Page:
GREY FOREST, Texas – Following the resignation of all four full-time officers with the Grey Forest Police Department, Mayor Mandie Waldrop this fall had no choice but to request the Bexar County Sheriff’s Office take over all patrol duties within the small city, located northwest of San Antonio.
The temporary loss of what some residents call the city’s “24/7 police coverage” has pitted neighbor against neighbor, with one faction blaming Waldrop and the other blaming a law enforcement agency that detractors say lacked initiative and clear operating standards.
The dust-up has been a major topic of conversation in the quiet town that spans less than one square mile and is home to roughly 500 residents.
Waldrop, according to internal records obtained by KSAT Investigates, repeatedly clashed with Grey Forest PD leadership in the months after she won the mayoral election in May.
Also at issue was a May 2021 traffic stop of Waldrop by GFPD that police leadership claimed she repeatedly mischaracterized.
‘Rene’s little police force is going to be in trouble’
Waldrop was pulled over along Scenic Loop Rd., one of the town’s main roads, in late May 2021 for having an expired registration sticker, GFPD records show.
Officer Charles Marcus, according to an incident report, wrote that Waldrop told him, “Rene’s little police force is going to be in trouble,” and that “she refused to give me her TDL (Texas Driver’s License) until exiting the veh. (vehicle).”
“Rene” was an apparent reference to then-Grey Forest Police Department Chief Rene Rodriguez.
While the stop resulted in only a warning being issued to Waldrop, the incident was stirred up in February after GFPD administration learned that she had entered the race for mayor.
In late February, Rodriguez sent a letter to then-Mayor Mitch Thornton describing “lingering concerns” about Waldrop and the 2021 traffic stop.
Rodriguez wrote that weeks after the stop, Waldrop had falsely claimed to a GFPD sergeant that Officer Marcus had “yanked” her out of her vehicle and placed her “eagle spread” across its hood.
Waldrop, according to the letter, referred to the department as “Rene’s Gestapo Police,” a pejorative reference to the secret police of Nazi Germany.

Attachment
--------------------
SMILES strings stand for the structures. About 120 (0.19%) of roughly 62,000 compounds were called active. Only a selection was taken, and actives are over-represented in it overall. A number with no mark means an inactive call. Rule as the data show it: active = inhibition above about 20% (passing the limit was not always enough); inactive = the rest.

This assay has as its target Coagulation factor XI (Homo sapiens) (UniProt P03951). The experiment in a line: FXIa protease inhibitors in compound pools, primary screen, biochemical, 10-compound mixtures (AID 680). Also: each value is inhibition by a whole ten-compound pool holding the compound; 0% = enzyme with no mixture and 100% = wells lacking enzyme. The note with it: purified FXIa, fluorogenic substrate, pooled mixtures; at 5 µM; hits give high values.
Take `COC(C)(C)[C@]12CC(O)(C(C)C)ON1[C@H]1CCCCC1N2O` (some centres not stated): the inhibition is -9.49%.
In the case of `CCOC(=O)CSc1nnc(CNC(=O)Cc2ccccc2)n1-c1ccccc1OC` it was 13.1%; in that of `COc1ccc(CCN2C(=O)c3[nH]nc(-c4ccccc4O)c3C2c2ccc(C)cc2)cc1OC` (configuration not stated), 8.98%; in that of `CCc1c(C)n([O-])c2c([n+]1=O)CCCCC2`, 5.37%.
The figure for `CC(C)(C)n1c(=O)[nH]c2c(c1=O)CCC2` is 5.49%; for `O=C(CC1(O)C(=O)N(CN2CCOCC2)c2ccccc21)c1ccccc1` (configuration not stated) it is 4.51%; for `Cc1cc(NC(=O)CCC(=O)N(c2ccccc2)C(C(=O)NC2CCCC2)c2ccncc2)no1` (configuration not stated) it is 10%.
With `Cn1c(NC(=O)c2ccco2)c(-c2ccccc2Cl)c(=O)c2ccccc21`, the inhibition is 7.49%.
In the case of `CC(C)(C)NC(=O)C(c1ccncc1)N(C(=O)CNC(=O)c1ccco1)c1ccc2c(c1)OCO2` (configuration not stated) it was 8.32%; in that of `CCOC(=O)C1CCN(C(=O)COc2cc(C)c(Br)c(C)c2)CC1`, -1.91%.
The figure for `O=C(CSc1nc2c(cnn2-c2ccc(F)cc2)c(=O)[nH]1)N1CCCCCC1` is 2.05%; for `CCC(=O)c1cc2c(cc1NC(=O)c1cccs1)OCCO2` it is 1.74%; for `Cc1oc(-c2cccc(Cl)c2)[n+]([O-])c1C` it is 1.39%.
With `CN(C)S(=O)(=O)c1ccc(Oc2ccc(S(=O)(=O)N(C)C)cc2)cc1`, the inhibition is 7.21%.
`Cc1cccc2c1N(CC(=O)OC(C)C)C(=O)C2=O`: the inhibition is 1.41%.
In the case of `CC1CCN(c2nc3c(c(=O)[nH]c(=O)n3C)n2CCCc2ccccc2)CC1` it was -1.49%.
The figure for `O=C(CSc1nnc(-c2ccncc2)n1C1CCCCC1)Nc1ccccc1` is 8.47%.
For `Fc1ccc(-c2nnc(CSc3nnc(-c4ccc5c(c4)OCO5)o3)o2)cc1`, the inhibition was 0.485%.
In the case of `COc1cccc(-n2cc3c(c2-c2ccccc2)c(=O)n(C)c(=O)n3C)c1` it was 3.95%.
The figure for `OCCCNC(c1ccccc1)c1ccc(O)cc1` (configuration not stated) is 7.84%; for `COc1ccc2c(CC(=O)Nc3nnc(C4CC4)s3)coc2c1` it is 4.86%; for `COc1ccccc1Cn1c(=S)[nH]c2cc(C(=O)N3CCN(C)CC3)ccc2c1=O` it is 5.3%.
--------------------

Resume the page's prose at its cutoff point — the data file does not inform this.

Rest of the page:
The sergeant, Scott Ristow, in his own February letter to Chief Rodriguez, said Waldrop also referred to the department’s reserve officers as “rent a cops.”
In May, after Waldrop defeated Susan Darst to become Grey Forest mayor, police administration documented several other instances in which they accused Waldrop of describing the traffic stop as a use of force incident, recanting it only to then revert back to claiming force was used against her.
“It should be noted that this would now be the fourth version of the incident that she has now voiced,” Rodriguez wrote in a letter sent to the city attorney and mayor pro tem.
Rodriguez concluded the letter by stating that he wanted to continue doing his job without fear of retaliation.
Ristow, in separate letters sent to Rodriguez and then the mayor pro tem, stated that he too feared retaliation.
“At this time, I am worried that Mayor Waldrop could retaliate against me and will make my job as a supervisor extremely more difficult on a day-to-day basis,” wrote Ristow in his May 24 letter to Rodriguez.
Waldrop, who said she had been advised by the city attorney not to take part in a sit-down interview for this story, told KSAT via telephone late last month that she never characterized the traffic stop as a use of force incident.
She acknowledged refusing to hand over her driver’s license to Marcus at first, but said she got out of her vehicle when instructed to and was cooperative at the scene.
Waldrop reiterated statements she made to Rodriguez in a July email in which she described the “continual attacks” by Rodriguez and his officers.
“They are baseless and reflect poorly on the department,” wrote Waldrop.
Waldrop told KSAT she and Marcus have moved past the incident and have a “good relationship.”
Mayor Waldrop’s list of police expectations
GFPD, until this fall, consisted of a police chief, deputy chief, two sergeants, and a large pool of unpaid reserve officers.
After taking office, Waldrop put together separate lists of expectations for all city employees and members of the Grey Forest Police Department.
Waldrop’s list of expectations for officers included a directive on how to stagger patrols of the city as well as the statement that the speed limit on Scenic Loop Road “MUST be aggressively enforced.”
GFPD administration took issue with the list, according to records, describing it as an apparent attempt by her to create a quota system.
Quotas, in which officers are told to issue a predetermined number of traffic citations, are illegal under the Texas Transportation Code.
A GFPD sergeant told a city councilmember via letter July 11 that he could not sign the document because Waldrop was dictating policy.
The sergeant, like Rodriguez and Ristow, listed concerns about Waldrop retaliating against him at work, writing that he was “one hundred percent confident that she bears a grudge against me and harbors negativity toward the police department and its supervisors.”
In a July 12 letter sent by Rodriguez to Waldrop, he stated he will not “order, urge or encourage” his administration or their subordinates to sign the document.